7. Lunch

Poor people view lunch as a mid-day meal, crucial to keep hunger at bay. But the wealthy, like entrepreneur and author Ramit Sethi, view it as an opportunity for learning and networking.

In one blog post, he shared that the best $20 he ever spent was to find successful entrepreneurs and take them out to lunch to share their successes, mistakes and best advice.

8. Cash

While poor people view cash as a necessity to pay for things like food and rent, rich people view cash as a tool. Once their necessities are covered, smart, wealthy people look at their cash and ask, “How can I use this to make money for me?”

“The wealthiest people in this country don’t make their money from their job. They make their money from their assets,” Singh said. He advised, “Make yourself rich before you make everyone else around you rich.”

Make Your Money Work Better for You

9. The Emergency Room

Many people agree that the U.S. healthcare system is broken. Wealthy people have the luxury of using hospital emergency rooms for critical emergencies, ranging from heart attacks and strokes to broken bones. And, in the case of a broken bone, they might be more likely to visit an urgent care as the first stop due to the convenience and rapid care.

On the other hand, due to high healthcare copays or lack of insurance, poor people tend to wait until a condition warrants emergency treatment and then visit the emergency room for care. Emergency room physicians are mandated, by law, to treat or stabilize any patient that comes through the door, regardless of their ability to pay.

But using an emergency room in this manner can often lead to hefty medical bills in the future, mounting debt and financial stress.

10. Stocks

With the growth of retail investing and the ability to purchase fractional shares of stocks, more people who may classify themselves as lower to middle-income are dabbling in investing in the stock market. According to a 2022 survey from BNY Mellon, most “traditional investors” in their mid-20s to mid-40s make between $50,000 and $100,000 annually and have as little as $10,000 to invest.

However, another study showed that nearly 80% of retail investors lost money over 12 months. That’s because they try to “play the market” and ultimately lose to institutional investors who have the capacity and technology to act faster.

Make Your Money Work Better for You

The wealthy, on the other hand, invest with long-term gains in mind. They hold stocks, as Warren Buffett advises, for 10 years up to “forever,” with the goal of building generational wealth.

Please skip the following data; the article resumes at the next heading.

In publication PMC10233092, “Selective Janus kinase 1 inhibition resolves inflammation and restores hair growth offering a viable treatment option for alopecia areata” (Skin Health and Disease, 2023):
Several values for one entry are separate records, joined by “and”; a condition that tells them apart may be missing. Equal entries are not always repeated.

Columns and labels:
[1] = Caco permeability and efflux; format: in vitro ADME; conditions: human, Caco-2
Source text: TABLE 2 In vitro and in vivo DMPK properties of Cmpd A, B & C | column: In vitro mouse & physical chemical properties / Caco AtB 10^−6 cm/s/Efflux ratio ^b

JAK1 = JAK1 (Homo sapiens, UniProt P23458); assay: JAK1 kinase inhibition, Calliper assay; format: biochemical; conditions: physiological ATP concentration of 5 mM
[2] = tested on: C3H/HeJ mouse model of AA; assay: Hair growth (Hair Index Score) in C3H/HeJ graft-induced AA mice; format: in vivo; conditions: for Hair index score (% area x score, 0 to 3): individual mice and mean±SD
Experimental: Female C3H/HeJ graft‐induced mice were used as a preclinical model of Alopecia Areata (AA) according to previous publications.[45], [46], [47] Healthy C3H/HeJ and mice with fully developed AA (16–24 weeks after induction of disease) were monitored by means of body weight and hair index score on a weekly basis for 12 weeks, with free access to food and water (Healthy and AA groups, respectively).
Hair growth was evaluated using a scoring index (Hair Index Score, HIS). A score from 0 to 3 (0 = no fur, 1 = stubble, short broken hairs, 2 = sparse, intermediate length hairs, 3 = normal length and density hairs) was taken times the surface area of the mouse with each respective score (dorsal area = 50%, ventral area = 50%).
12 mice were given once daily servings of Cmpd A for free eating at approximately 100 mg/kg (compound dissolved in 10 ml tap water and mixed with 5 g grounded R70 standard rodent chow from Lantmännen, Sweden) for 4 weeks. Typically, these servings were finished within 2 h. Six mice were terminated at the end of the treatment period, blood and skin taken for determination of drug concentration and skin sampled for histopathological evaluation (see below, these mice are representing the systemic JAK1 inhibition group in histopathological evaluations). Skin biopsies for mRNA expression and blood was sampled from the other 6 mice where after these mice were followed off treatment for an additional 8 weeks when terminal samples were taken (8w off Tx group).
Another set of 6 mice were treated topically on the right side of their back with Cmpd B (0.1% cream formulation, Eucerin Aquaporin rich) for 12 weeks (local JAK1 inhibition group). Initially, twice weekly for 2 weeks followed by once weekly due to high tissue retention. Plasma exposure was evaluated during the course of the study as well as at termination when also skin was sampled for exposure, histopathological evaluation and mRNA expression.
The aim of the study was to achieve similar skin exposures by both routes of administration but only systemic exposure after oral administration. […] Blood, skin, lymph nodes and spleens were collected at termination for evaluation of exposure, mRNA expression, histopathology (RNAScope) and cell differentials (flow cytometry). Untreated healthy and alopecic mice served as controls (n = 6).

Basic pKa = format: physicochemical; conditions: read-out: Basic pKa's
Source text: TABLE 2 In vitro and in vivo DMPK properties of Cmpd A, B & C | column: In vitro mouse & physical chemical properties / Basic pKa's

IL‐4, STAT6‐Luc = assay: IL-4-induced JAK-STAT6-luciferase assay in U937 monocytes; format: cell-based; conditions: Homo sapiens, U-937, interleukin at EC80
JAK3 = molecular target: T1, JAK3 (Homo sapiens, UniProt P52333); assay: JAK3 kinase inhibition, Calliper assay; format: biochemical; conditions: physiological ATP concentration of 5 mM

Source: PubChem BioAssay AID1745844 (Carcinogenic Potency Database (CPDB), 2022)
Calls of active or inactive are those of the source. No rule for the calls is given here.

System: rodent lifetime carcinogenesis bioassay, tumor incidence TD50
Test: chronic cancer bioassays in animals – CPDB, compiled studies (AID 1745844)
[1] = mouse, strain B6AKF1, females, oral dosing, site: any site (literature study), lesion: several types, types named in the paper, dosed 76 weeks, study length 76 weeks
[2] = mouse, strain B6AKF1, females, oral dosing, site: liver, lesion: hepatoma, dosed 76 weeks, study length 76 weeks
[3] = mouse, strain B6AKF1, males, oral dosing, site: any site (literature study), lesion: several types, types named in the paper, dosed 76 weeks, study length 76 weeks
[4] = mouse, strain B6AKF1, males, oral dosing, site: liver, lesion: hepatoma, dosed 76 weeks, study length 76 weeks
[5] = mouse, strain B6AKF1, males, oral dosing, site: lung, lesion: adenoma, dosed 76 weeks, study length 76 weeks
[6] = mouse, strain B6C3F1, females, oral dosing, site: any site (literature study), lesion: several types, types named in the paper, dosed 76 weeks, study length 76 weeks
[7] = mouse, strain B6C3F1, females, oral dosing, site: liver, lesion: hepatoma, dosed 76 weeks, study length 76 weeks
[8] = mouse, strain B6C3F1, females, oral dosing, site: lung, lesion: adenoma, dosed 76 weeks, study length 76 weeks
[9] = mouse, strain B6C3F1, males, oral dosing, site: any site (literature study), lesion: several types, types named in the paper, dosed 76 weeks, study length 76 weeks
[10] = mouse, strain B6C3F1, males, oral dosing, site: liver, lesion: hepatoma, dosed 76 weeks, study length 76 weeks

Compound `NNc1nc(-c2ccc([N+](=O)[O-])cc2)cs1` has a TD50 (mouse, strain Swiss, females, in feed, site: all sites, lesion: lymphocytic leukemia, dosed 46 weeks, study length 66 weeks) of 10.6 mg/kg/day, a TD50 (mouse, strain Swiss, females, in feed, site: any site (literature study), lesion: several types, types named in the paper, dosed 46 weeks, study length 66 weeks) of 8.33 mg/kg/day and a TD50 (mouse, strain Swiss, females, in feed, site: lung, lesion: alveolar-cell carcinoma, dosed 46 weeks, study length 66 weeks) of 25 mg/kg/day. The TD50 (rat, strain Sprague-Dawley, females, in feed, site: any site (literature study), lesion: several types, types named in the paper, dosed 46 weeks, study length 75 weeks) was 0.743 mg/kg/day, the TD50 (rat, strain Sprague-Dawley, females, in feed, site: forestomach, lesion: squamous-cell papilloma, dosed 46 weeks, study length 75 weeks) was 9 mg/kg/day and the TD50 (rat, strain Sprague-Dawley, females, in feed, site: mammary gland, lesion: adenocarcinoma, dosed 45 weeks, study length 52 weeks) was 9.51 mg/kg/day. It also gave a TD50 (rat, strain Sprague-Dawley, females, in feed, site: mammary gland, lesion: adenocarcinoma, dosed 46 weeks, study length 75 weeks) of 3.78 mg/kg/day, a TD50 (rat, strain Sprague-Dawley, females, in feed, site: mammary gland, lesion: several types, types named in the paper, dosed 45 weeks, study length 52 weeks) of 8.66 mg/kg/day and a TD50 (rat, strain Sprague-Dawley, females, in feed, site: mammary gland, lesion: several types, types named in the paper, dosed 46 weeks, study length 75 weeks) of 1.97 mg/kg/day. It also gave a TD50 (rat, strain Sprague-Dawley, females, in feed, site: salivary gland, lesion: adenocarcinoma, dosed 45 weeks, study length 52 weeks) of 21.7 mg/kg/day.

11. Social Security

Without Social Security retirement benefits, 38% of adults ages 65 and over would be living below the poverty line, according to the Center on Budget and Policy Priorities. With benefits, only 10% live below the poverty line. That means 28% of the aging population rely on Social Security benefits to keep them out of poverty.

On the other hand, amongst wealthy adults, Social Security is just one of multiple streams of retirement income and can be used as part of their retirement strategy to minimize taxes and maximize their income in their later years.

While poor Americans use Social Security to survive as they age, rich Americans use it to supplement the retirement lifestyle they planned for during their working years.

Final Note

From tangible resources like cars and cash, to intangibles like free time, America’s poor treat assets differently than the rich. This is not a judgement on their choices, but more a necessary consequence of living paycheck to paycheck.

With some insight into how the wealthy spend and invest their resources, lower income Americans can make small shifts to take steps to lift themselves out of poverty.   

Our in-house research team and on-site financial experts work together to create content that’s accurate, impartial, and up to date. We fact-check every single statistic, quote and fact using trusted primary resources to make sure the information we provide is correct. You can learn more about GOBankingRates’ processes and standards in our editorial policy.